pack and hex

Discussion in 'Perl Misc' started by Larry, Oct 3, 2008.

  1. Larry

    Larry Guest

    Hi,

    before I go into my questions here's a little excerpt from a web site:
    http://www.id3.org/id3v2-00

    "The ID3 tag size is encoded with four bytes where the first bit (bit 7)
    is set to zero in every byte, making a total of 28 bits. The zeroed bits
    are ignored, so a 257 bytes long tag is represented as $00 00 02 01."

    "The reason to use 28 bits (representing up to 256MB) for size
    description is that we don't want to run out of space here."

    I tried to convert 00 00 02 01 from hex to decimal by using my calc and
    it gave me 513 not 257

    In order to get 257 I should have done 00 00 01 01, what am I doing
    wrong?

    is there anyway to have "pack" to get round it?

    Here's a little more from the web site:

    "The three character frame identifier is followed by a three byte size
    descriptor, making a total header size of six bytes in every frame."

    is there anyway to have "pack" to get round this? a number value into 3
    bytes? $00 $00 $00 ??

    thanks ever so much!
    Larry, Oct 3, 2008
    #1
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  2. Larry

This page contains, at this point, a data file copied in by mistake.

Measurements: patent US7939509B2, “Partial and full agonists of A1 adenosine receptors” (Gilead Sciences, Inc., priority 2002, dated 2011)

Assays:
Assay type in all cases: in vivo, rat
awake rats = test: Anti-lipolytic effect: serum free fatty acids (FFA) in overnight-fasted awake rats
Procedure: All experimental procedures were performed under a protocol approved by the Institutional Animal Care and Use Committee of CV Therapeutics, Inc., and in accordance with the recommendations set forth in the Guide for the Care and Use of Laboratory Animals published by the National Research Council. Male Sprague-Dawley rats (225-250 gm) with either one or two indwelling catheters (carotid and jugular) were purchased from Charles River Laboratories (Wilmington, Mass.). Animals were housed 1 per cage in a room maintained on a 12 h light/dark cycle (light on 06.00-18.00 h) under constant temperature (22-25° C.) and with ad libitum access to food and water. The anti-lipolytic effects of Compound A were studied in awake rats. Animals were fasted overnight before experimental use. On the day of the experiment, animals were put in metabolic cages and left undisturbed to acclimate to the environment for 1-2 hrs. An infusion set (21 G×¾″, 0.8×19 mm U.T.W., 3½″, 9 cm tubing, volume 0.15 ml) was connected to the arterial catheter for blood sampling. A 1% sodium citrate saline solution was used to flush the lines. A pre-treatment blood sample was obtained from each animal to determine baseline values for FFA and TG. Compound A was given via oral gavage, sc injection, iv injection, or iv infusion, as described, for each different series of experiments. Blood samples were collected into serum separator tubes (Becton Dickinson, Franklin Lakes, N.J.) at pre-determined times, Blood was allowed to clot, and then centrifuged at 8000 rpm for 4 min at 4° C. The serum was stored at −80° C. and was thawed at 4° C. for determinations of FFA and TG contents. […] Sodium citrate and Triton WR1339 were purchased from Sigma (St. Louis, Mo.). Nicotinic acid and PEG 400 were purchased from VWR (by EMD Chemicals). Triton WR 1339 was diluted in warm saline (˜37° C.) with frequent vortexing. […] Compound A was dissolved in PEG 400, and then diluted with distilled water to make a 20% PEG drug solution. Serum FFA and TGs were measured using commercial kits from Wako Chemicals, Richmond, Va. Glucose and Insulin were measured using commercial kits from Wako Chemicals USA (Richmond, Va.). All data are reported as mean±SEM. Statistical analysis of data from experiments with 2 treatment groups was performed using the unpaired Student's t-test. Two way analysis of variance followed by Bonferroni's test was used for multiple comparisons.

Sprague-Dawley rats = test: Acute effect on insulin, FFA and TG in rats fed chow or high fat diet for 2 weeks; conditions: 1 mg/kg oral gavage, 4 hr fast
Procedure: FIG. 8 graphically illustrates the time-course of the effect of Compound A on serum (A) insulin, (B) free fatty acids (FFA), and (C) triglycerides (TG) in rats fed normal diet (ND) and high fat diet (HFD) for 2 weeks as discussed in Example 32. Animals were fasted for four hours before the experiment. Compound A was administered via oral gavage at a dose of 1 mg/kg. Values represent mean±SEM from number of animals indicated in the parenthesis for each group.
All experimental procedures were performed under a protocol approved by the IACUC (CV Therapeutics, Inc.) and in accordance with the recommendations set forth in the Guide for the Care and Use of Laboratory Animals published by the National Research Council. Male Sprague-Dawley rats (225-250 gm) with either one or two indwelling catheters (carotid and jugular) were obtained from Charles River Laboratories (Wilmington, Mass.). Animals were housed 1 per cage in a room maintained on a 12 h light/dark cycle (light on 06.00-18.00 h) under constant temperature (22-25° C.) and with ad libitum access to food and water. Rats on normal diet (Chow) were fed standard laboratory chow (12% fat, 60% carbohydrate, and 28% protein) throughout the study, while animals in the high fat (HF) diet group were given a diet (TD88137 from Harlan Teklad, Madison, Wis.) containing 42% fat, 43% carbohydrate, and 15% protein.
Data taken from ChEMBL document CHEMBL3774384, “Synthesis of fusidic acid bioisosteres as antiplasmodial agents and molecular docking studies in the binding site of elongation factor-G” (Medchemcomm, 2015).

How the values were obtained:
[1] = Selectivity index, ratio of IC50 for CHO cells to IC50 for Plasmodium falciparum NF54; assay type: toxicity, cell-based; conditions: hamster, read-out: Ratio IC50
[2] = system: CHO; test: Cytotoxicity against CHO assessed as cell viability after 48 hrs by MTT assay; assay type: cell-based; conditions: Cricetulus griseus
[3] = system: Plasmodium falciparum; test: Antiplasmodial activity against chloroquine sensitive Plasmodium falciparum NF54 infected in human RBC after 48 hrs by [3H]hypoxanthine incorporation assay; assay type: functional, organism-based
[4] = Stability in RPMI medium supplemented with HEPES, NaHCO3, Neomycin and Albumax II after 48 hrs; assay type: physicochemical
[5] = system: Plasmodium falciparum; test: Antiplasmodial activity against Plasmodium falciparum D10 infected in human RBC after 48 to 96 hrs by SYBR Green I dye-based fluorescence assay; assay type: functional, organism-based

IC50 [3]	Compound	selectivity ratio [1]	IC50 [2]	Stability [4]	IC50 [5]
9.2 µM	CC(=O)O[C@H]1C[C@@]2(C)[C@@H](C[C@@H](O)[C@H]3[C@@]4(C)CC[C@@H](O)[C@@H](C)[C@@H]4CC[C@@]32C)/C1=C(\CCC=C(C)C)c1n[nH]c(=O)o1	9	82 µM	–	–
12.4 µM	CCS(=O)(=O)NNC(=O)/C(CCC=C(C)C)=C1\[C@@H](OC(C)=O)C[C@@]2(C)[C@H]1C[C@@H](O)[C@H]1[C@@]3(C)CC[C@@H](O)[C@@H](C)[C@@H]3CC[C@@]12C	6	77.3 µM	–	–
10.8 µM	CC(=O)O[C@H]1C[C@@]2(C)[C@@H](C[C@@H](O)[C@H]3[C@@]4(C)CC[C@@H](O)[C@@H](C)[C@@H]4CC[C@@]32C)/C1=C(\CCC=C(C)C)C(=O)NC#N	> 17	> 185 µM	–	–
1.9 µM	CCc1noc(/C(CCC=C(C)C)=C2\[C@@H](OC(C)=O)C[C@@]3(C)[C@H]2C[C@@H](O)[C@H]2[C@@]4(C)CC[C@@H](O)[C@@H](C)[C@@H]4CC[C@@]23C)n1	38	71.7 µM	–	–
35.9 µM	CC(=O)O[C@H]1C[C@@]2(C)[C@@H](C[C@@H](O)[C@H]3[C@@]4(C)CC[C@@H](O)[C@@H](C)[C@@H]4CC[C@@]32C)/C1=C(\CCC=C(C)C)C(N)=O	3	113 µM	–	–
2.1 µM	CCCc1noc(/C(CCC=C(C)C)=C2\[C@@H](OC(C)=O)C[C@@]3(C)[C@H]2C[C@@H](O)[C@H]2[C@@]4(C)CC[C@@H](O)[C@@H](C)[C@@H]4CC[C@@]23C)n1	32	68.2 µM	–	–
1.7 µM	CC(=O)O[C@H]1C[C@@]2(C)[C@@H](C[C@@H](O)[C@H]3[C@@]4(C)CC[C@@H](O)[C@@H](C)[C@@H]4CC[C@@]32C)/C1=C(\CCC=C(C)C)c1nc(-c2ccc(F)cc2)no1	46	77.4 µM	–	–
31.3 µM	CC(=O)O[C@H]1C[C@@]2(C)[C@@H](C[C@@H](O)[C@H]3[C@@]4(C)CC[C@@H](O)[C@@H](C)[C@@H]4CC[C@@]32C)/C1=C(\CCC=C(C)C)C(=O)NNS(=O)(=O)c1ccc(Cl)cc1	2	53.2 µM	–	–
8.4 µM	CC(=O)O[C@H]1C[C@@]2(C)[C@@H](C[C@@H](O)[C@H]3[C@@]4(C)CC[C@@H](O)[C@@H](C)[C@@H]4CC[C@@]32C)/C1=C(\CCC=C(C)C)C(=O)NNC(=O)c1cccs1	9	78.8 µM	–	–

Larry Guest

    In article <>,
    Larry <> wrote:

    > is there anyway to have "pack" to get round this? a number value into 3
    > bytes? $00 $00 $00 ??


    I tried this and worked well:

    printf "%06X", 1024

    It fred the following:

    000400

    Still I need to divide into 3 bytes: 00 04 00
    Larry, Oct 3, 2008
    #2
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  3. Larry

    Ben Morrow Guest

    Quoth Larry <>:
    > Hi,
    >
    > before I go into my questions here's a little excerpt from a web site:
    > http://www.id3.org/id3v2-00
    >
    > "The ID3 tag size is encoded with four bytes where the first bit (bit 7)
    > is set to zero in every byte, making a total of 28 bits. The zeroed bits
    > are ignored, so a 257 bytes long tag is represented as $00 00 02 01."
    >
    > "The reason to use 28 bits (representing up to 256MB) for size
    > description is that we don't want to run out of space here."
    >
    > I tried to convert 00 00 02 01 from hex to decimal by using my calc and
    > it gave me 513 not 257


    Yes. You missed the bit that says 'the first bit of every byte is
    ignored'. 00 00 02 01 in binary is

    00000000 00000000 00000010 00000001

    if you the strip the first bit of each byte you get

    0000000 0000000 0000010 0000001

    or 0b100000001 = 257.

    > is there anyway to have "pack" to get round it?


    my $length =
    oct "0b" .
    join "",
    map {
    scalar reverse unpack "b7", $_
    }
    map chr,
    0x00, 0x00, 0x02, 0x01;

    You can probably do it more neatly with vec().

    Ben

    > Here's a little more from the web site:
    >
    > "The three character frame identifier is followed by a three byte size
    > descriptor, making a total header size of six bytes in every frame."
    >
    > is there anyway to have "pack" to get round this? a number value into 3
    > bytes? $00 $00 $00 ??


    What did you try?

    Ben

    --
    It will be seen that the Erwhonians are a meek and long-suffering people,
    easily led by the nose, and quick to offer up common sense at the shrine of